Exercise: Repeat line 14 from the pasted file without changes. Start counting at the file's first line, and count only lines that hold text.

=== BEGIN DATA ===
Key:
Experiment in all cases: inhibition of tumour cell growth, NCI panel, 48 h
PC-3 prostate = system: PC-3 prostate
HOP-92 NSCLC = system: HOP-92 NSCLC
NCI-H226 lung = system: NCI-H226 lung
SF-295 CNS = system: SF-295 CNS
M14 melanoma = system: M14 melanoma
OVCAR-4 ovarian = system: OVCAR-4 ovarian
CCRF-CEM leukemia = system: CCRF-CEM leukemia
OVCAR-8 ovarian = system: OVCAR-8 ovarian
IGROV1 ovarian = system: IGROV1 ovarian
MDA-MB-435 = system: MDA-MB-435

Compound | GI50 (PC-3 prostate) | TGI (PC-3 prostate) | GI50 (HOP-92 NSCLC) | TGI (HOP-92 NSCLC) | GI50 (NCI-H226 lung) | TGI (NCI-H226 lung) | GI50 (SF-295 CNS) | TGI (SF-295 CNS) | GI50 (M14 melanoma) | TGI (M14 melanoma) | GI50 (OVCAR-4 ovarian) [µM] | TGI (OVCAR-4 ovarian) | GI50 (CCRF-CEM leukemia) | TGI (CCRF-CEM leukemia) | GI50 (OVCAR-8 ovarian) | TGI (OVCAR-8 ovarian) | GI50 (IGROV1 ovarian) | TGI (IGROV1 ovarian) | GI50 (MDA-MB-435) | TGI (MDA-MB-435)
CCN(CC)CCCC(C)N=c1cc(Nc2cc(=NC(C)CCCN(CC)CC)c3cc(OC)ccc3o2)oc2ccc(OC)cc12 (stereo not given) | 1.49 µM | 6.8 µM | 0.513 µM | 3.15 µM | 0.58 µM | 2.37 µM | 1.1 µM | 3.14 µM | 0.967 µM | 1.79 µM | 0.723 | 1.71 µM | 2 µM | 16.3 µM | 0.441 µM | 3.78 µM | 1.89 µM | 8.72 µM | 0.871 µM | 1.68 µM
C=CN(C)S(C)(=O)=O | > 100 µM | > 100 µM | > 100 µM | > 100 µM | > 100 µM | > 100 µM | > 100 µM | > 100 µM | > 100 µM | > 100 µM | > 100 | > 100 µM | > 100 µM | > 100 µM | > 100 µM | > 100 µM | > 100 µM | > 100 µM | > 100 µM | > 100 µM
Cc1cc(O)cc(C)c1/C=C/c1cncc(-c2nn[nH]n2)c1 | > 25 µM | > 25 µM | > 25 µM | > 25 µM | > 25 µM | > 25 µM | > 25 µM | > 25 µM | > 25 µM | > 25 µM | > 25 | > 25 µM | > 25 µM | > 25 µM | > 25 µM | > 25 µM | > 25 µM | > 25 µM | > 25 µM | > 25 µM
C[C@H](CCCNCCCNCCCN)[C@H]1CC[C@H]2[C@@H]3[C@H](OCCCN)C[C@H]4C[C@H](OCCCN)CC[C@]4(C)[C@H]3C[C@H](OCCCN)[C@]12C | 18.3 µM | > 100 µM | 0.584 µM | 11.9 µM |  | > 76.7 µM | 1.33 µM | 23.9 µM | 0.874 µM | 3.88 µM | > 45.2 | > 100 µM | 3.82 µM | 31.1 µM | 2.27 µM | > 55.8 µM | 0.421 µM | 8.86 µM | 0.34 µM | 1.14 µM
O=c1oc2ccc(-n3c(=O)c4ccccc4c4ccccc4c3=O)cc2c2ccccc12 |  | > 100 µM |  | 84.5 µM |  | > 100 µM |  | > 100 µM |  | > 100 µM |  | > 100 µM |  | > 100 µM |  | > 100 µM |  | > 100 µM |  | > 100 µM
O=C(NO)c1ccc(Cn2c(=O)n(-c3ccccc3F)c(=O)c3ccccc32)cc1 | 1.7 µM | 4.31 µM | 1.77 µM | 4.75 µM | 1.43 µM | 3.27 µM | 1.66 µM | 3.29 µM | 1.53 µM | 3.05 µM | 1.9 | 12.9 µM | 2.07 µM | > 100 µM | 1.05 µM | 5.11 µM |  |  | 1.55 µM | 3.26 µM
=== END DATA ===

CCN(CC)CCCC(C)N=c1cc(Nc2cc(=NC(C)CCCN(CC)CC)c3cc(OC)ccc3o2)oc2ccc(OC)cc12 (stereo not given) | 1.49 µM | 6.8 µM | 0.513 µM | 3.15 µM | 0.58 µM | 2.37 µM | 1.1 µM | 3.14 µM | 0.967 µM | 1.79 µM | 0.723 | 1.71 µM | 2 µM | 16.3 µM | 0.441 µM | 3.78 µM | 1.89 µM | 8.72 µM | 0.871 µM | 1.68 µM